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Mountain Biking Floods Residents’ Patience

news_downhillControversy over growing downhill biking craze reaches boiling point
Law enforcement was jolted to take action on issues related to downhill mountain biking recently, thanks to a group of particularly perturbed Felton residents.

Residents of the Forest Lake community in Felton held a heated meeting on Tuesday, June 14, aimed at putting the controversy between residents and downhill riders on law enforcement’s radar.

An officer from the UC Santa Cruz Police Department and representatives from the Santa Cruz County State Park Mountain Sector were at the meeting. However, the Santa Cruz County Sheriff’s Office—the target of most residents’ frustration for inconsistently responding to calls—was not represented. (Lt. Craig Wilson tells GT this was because the department is stretched thin—there are 28 unfilled positions in the county, and 20 will not be filled until budgets begin increasing.) One mountain biker that lives in Forest Lake and is familiar with both sides of the issue stopped in to represent the mountain bikers’ point of view, causing tempers to momentarily fly. The flare up, however, eventually led to some mutual self-reflection and a decision to find middle-ground solutions.

Meeting goers said they are fed up with trucks shuttling the heavy weight bikes to the top of Scenic Drive, as well as aggressive responses from a few riders when residents have told them they are trespassing.

“We have no constructive way of talking to these people … I look out my front porch and see a stream of bikers [most of the day],” said Forest Lake resident Bill Anderson. “At first I was on the fence … The tipping point for [me] was when I saw the damage to the trails and some of the ‘improvements’ they have made, [such as] building jumps.”

Tickets have been given to riders exiting Henry Cowell State Park onto Highway 9, but Sheriff Sgt. Jim Ross says there are very few signs to alert bikers coming from legal trails on UCSC’s upper campus that they are entering closed trails under state park control.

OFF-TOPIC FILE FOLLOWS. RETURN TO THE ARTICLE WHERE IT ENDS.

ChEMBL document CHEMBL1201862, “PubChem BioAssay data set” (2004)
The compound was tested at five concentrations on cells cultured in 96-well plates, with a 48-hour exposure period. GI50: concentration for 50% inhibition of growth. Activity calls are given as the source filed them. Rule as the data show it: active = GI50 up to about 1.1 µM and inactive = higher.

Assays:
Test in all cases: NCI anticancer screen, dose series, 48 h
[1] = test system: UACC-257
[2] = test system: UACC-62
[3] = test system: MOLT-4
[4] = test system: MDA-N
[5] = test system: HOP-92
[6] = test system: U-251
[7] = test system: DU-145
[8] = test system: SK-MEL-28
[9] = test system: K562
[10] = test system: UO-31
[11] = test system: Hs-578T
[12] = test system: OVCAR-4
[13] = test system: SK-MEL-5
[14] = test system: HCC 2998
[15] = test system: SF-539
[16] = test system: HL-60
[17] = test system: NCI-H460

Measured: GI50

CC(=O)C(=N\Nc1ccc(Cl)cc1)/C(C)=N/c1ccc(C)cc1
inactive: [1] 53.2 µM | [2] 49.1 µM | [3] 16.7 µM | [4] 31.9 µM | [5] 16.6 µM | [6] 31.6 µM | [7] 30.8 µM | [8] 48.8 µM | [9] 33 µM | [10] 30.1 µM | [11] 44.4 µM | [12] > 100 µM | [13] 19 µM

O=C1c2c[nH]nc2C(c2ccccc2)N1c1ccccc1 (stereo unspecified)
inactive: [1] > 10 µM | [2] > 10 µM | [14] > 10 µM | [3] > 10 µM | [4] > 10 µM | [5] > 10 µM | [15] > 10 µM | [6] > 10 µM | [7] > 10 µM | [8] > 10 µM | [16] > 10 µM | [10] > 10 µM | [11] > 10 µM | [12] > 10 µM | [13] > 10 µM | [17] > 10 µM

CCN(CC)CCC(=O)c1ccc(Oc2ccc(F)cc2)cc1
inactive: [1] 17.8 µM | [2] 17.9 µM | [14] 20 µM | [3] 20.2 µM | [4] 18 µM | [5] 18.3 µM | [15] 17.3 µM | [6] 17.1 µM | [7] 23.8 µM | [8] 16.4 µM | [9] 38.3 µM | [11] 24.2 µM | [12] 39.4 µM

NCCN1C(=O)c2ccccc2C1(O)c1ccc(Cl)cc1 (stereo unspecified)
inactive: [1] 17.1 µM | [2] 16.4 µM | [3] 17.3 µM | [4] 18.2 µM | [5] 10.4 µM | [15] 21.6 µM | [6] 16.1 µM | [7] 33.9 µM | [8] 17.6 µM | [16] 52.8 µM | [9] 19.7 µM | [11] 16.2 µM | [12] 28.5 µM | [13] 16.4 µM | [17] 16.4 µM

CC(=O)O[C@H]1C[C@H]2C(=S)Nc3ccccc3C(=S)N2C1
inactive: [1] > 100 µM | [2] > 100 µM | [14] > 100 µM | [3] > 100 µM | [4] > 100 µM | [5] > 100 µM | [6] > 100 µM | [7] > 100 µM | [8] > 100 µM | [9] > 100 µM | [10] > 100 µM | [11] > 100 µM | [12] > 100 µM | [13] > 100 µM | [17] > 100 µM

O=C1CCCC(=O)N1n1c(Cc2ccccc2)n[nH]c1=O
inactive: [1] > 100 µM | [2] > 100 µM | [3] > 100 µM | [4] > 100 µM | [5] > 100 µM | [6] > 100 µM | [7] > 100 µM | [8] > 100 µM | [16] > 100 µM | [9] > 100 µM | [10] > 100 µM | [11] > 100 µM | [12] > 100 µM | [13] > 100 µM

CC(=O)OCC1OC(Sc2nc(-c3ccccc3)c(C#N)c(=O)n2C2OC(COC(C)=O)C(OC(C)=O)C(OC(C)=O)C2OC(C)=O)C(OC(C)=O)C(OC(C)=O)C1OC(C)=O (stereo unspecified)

“You get up in that land and some of the signs have been removed,” said Ross. “It’s unclear whether it is illegal.”

Despite the confusion, Ross says using Scenic Drive or other private roads to shuttle riders is illegal. Reports of vandalism and violence from both sides of this debate have spurred Ross to look into what the Sheriff’s Department can do to cool down the escalating situation. One resident at the meeting said a biker smashed a resident’s windshield after they told him he was trespassing, but also admitted that a different biker was recently shot at with a pellet gun for riding on a road in Forest Lake.

Mark Davidson, president of Mountain Bikers Of Santa Cruz (MBOSC), says he is aware of these issues with use private roads and has spread the word to “just not drive up there.” He says he doesn’t shuttle, but also says it is usually unreasonable to ride or hike the bikes—which weigh more than 30 pounds on average—to the top of courses to begin a ride.

Northstar-at-Tahoe lets users ride the chairlifts with their bikes, which Davidson says some local riders take advantage of when they can afford to make the four-hour drive and pay the $40 per day lift fee.

In addition to staying off of private roads, Davidson believes that part of the solution to the growing conflict will be to have more legal places to ride. He uses the popular comparison to skateboarding in the ’90s, when the sport’s popularity quickly outgrew the amount of legal spaces available to practice it. Currently, the only legal trails in the county that satisfy downhill bikers, according to Davidson, are in the Soquel Demonstration Forest. The tracks in that area are built and maintained by volunteers from the MBOSC.

“It’s got the best legal, technical mountain biking terrain in the area,” says Davidson.

Officials and riders are also eyeing federal land near Davenport, maintained by the Bureau of Land Management, but a park there would be years away, even if talks began now. Davidson says this planning is difficult because the MBOSC is a volunteer organization. After jobs, families, and helping organize the many community events that MBOSC participates in, he says it is near impossible to make it to government meetings.

Their volunteer work would be crucial in the development of new downhill courses, because the state has been draining parks’ budgets to help balance its own books in recent years.

“We’re not getting more rangers, but we are getting a lot more bikers,” said Sheila Branon, acting superintendent of the mountain sector of state parks in the county.

Biking-induced damage to the watershed—which supplies the water to the entire neighborhood—is a large concern among residents in Forest Lake.

“A hydrologist that lives in the tract says the bog up there—near our well—has completely disappeared since bikers have been up there,” says Bob Wolf, president of the Forest Lake Mutual Water Company.

The building of illegal jumps and their subsequent removal by agencies like Cal Fire is “a cat and mouse game,” says Davidson. Cal Fire crews recently helped removed lumber and nails from downed trees in Wilder Ranch State Park, but the problem only moved further into the park.

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